People with existing health conditions, like cancer, should get an annual flu shot. Learn about the latest types of flu vaccines and where to find them for this year’s flu season.
The flu can cause serious problems for people with cancer. Protect yourself with an annual flu shot.
Peggy Burhenn, a clinical nurse specialist, gives practical advice for getting a restful night’s sleep.
Quitting smoking is a journey that involves many steps. Cancer survivor Tracy Anderson walks us through the steps that worked for her.
A good exercise program can help reduce the side effects of surgery and treatments. Exercise expert, Carol Michaels, gives practical advice for balance and strength after cancer treatment.
With flu season around the corner, here are 5 tips to help you lower your risk of being sick.
Cancer and cancer treatments often weaken the immune system, making it harder for the body to protect itself from foodborne illness. So how can you stay food safe? This infographic produced by Cancer.Net and the USDA Food Safety and Inspection Service can help.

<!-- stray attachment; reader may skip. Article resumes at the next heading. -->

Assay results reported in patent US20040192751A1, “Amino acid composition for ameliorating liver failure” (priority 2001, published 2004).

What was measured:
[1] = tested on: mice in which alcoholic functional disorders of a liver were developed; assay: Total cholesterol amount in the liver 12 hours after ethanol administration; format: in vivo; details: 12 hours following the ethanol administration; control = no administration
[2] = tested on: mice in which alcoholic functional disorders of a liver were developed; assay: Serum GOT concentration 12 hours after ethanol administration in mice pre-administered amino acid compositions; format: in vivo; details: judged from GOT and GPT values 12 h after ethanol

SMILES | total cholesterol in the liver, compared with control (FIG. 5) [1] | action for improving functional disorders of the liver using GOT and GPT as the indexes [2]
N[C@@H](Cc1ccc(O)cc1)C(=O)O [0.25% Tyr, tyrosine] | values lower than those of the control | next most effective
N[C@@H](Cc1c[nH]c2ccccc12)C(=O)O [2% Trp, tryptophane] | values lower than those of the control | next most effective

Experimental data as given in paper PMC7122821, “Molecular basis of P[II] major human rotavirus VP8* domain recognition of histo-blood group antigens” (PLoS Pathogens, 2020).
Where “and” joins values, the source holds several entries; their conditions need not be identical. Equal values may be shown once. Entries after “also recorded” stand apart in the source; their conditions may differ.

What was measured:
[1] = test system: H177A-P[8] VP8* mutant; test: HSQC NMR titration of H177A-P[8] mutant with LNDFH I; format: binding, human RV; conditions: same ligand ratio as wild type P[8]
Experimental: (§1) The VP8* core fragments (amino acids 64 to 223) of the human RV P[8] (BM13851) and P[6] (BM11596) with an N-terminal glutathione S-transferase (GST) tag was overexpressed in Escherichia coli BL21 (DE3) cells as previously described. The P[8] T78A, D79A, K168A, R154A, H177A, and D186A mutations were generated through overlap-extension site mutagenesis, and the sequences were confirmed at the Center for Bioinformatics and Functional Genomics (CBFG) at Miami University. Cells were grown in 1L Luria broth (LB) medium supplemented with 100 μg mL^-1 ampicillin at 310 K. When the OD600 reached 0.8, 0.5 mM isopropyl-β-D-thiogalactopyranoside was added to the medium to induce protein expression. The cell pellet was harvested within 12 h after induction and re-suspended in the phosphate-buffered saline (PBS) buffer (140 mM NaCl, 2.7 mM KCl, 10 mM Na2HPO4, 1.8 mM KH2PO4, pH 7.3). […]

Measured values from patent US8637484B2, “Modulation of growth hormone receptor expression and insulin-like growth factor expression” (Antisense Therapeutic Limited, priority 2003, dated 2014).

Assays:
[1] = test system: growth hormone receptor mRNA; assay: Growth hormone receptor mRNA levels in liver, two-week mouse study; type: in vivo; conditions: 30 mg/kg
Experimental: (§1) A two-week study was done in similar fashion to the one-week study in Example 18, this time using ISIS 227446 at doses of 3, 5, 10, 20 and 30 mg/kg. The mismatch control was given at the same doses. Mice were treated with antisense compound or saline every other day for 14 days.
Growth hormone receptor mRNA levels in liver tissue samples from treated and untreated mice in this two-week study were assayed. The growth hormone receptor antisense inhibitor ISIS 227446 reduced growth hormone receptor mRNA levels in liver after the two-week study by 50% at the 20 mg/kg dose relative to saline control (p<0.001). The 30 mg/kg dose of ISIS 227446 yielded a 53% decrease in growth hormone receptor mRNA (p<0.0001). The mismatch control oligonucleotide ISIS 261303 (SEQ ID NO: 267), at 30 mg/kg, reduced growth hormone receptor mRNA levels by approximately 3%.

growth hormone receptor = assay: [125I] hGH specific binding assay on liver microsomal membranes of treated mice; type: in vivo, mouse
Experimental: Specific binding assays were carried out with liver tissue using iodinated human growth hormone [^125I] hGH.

Skin cancer is the most common, and most preventable, type of cancer. So how can you protect you and your family? Here are 10 tips to keep in mind as you finish out the summer.
The bacteria that cause food poisoning love summer cookouts. So, it is important to keep food safety in mind, especially for people who are receiving or recovering from cancer treatment. Kristina Beaugh, MPH, and Tina Hanes, RD, from the U.S. Department of Agriculture Food Safety and Inspection Service provide tips on making your barbeques and picnics food safe this summer.
Algunos sobrevivientes de cáncer se preguntan cómo empezar una rutina regular de ejercicio. ¿Cuáles son los beneficios? ¿Hay riesgos después del tratamiento? Maria Garcia-Jimenez, MS, ha compilado las recomendaciones y la evidencia.